I guess I think of "?-save" as that you don't allow a race condition to exist, and must use locking to prevent the race condition.
In order for the potential for a "race condition" to exist, several algorithmic prerequisites are needed:
These algorithmic prerequisites are required because:
As (the normal meaning of) 'touching a file' does not require any of these, a "race condition" cannot occur.
That said, it is possible to contrive a bespoke "touch" requirement that could introduce a race condition. For example, an algorithm might require that not just the 'modified' timestamp be set; but also, one, the other, or both of the other two timestamps be set to the same value.
In the case, if the OS, or the tool, required multiple calls to set multiple timestamps, it would be possible for one thread to modify one of the TSs, then get swapped out; then a second thread modifies all of the affected TSs; and then the first thread gets another timeslice and modifies the other one or two TSs.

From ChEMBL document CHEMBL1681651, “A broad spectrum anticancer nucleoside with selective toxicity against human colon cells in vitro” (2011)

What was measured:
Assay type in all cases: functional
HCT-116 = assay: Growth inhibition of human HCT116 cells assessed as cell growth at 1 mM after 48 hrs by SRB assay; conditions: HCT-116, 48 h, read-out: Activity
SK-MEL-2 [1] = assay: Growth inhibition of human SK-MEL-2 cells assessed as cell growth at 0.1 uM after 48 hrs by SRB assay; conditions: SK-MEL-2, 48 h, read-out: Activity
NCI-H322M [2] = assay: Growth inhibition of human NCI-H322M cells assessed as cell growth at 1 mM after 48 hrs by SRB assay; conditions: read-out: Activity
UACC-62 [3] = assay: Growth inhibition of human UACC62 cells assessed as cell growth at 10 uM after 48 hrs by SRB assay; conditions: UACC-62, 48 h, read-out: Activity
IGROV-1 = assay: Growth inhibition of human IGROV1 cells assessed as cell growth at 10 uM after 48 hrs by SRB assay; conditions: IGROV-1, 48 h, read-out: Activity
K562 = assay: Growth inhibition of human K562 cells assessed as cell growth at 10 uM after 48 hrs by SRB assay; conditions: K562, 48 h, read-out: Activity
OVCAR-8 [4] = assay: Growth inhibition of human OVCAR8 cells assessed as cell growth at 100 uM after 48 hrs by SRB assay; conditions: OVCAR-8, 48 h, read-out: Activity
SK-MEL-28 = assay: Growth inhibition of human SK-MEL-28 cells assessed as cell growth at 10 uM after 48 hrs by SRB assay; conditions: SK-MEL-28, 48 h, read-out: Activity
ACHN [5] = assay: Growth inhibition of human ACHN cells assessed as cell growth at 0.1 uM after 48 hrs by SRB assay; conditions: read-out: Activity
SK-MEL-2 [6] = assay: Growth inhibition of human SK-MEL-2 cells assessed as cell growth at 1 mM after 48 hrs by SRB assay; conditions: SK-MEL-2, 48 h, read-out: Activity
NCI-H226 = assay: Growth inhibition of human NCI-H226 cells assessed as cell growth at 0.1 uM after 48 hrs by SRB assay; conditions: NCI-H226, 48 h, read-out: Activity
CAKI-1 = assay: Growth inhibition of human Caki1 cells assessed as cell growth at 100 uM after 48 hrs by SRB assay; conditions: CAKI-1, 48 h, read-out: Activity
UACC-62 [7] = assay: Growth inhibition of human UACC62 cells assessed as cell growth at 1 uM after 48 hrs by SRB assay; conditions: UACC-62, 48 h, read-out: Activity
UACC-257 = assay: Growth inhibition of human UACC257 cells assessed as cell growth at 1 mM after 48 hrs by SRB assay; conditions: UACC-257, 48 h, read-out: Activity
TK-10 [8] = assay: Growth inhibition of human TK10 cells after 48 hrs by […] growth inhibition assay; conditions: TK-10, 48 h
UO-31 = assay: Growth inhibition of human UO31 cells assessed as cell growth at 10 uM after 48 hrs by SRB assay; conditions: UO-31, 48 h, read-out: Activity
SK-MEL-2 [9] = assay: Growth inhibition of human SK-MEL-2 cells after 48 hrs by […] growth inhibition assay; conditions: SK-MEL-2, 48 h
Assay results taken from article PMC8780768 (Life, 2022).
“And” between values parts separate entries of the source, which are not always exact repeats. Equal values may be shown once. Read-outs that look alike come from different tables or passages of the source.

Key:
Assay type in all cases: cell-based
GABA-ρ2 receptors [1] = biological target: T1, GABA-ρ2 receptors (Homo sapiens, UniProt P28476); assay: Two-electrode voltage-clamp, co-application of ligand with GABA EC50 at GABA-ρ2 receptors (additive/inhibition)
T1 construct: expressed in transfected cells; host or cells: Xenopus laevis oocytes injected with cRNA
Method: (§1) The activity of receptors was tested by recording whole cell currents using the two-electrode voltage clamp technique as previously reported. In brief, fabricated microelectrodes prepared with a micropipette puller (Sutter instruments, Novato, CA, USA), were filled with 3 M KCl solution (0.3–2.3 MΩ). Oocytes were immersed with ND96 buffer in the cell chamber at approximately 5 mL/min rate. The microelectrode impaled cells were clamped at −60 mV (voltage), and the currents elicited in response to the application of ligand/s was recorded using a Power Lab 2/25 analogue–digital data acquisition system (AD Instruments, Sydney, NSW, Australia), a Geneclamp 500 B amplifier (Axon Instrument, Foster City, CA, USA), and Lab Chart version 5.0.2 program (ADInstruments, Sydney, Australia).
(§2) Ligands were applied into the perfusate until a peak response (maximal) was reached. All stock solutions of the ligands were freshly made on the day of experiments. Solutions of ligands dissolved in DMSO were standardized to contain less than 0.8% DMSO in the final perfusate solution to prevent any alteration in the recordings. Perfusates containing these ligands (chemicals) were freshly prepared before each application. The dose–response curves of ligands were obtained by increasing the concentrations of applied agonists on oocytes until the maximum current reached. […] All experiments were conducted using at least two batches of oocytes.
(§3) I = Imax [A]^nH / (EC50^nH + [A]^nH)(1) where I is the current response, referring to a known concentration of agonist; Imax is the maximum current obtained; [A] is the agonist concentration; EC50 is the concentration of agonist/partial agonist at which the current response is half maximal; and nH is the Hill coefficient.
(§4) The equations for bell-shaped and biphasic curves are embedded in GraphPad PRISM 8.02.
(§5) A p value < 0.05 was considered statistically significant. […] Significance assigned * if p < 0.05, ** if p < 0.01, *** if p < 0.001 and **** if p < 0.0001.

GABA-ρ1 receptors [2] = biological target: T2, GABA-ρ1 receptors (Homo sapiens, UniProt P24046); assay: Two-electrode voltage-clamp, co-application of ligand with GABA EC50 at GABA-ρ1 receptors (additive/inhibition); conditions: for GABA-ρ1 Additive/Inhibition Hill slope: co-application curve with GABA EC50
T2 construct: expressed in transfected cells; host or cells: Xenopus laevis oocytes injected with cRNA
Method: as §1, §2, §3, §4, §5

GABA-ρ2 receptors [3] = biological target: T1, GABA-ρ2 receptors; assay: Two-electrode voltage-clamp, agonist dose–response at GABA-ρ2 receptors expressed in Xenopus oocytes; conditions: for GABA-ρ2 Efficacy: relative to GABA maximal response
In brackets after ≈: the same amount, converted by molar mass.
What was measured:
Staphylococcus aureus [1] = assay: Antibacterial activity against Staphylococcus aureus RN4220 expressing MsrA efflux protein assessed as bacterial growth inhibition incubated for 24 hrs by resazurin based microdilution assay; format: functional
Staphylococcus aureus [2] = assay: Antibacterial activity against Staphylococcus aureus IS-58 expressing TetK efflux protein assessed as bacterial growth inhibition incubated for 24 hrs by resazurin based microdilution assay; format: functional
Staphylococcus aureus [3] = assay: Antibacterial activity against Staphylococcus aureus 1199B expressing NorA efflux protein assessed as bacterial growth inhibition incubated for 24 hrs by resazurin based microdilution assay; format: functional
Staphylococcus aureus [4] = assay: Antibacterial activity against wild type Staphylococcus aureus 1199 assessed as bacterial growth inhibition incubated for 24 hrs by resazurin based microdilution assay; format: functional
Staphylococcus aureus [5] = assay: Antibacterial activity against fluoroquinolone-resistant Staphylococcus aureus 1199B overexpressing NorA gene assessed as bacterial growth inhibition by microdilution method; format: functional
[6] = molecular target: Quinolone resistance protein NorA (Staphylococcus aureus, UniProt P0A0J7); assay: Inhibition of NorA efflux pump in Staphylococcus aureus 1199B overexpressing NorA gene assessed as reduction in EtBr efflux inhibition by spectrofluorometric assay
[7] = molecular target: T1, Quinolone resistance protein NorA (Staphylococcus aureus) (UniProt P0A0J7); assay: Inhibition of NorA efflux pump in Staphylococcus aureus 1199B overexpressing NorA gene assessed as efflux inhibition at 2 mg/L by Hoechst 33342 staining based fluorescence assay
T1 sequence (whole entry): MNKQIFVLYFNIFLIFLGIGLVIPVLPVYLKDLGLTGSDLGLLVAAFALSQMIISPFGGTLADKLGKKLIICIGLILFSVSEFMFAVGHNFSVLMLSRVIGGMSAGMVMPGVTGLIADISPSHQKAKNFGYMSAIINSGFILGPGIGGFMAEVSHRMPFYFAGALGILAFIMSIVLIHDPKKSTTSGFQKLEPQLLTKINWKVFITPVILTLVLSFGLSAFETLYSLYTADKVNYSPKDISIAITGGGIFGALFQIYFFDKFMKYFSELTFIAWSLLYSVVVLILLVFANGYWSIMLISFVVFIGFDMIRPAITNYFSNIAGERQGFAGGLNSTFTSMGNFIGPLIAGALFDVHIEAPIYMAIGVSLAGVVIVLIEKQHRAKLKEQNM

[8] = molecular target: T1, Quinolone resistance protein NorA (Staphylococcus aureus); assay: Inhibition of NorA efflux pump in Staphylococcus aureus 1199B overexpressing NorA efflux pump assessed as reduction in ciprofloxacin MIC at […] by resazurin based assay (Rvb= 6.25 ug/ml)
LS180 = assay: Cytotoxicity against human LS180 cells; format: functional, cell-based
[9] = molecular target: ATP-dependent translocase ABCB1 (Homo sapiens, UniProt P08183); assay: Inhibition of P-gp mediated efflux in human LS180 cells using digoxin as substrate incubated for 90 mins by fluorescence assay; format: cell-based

The result would be that the file would get a mismatched set of timestamps.
The windows SetFileTime system call (can) set all three in one call, thus preventing that possibility, but that does not prevent a particular implementation of 'touch' from choosing to call the function multiple times to set multiple timestamps, in which case a race condition would be introduced.
And I don't know if other OSs can update multiple timestamps as an atomic operation or not.
Hence, to really answer the OPs question, it will be necessary for him to answer my question and clarify exactly what he is doing with his 'touch' operation.
The values they write need to be derived from a value previously read from (the same or different) shared storage.
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In reply to Re^3: Thread safe equivalent of LINUX touch command